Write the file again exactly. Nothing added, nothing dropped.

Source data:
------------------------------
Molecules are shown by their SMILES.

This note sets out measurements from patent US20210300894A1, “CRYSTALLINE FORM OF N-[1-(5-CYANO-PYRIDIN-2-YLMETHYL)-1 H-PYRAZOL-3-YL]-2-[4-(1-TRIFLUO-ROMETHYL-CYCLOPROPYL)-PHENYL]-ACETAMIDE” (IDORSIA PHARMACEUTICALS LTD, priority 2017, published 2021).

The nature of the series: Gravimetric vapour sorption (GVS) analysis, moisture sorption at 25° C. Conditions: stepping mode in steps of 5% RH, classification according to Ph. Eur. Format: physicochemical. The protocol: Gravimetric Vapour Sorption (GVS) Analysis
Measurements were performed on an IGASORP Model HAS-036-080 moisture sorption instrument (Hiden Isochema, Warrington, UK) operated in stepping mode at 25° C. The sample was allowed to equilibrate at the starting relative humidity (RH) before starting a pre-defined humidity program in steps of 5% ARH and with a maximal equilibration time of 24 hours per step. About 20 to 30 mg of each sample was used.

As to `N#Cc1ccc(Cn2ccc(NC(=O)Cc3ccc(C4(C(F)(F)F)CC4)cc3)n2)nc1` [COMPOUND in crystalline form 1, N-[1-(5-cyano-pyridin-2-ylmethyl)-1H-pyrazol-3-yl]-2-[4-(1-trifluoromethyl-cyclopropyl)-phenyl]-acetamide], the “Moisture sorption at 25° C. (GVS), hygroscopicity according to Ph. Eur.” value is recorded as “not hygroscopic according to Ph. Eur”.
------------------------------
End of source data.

Molecules are shown by their SMILES.

This note sets out measurements from patent US20210300894A1, “CRYSTALLINE FORM OF N-[1-(5-CYANO-PYRIDIN-2-YLMETHYL)-1 H-PYRAZOL-3-YL]-2-[4-(1-TRIFLUO-ROMETHYL-CYCLOPROPYL)-PHENYL]-ACETAMIDE” (IDORSIA PHARMACEUTICALS LTD, priority 2017, published 2021).

The nature of the series: Gravimetric vapour sorption (GVS) analysis, moisture sorption at 25° C. Conditions: stepping mode in steps of 5% RH, classification according to Ph. Eur. Format: physicochemical. The protocol: Gravimetric Vapour Sorption (GVS) Analysis
Measurements were performed on an IGASORP Model HAS-036-080 moisture sorption instrument (Hiden Isochema, Warrington, UK) operated in stepping mode at 25° C. The sample was allowed to equilibrate at the starting relative humidity (RH) before starting a pre-defined humidity program in steps of 5% ARH and with a maximal equilibration time of 24 hours per step. About 20 to 30 mg of each sample was used.

As to `N#Cc1ccc(Cn2ccc(NC(=O)Cc3ccc(C4(C(F)(F)F)CC4)cc3)n2)nc1` [COMPOUND in crystalline form 1, N-[1-(5-cyano-pyridin-2-ylmethyl)-1H-pyrazol-3-yl]-2-[4-(1-trifluoromethyl-cyclopropyl)-phenyl]-acetamide], the “Moisture sorption at 25° C. (GVS), hygroscopicity according to Ph. Eur.” value is recorded as “not hygroscopic according to Ph. Eur”.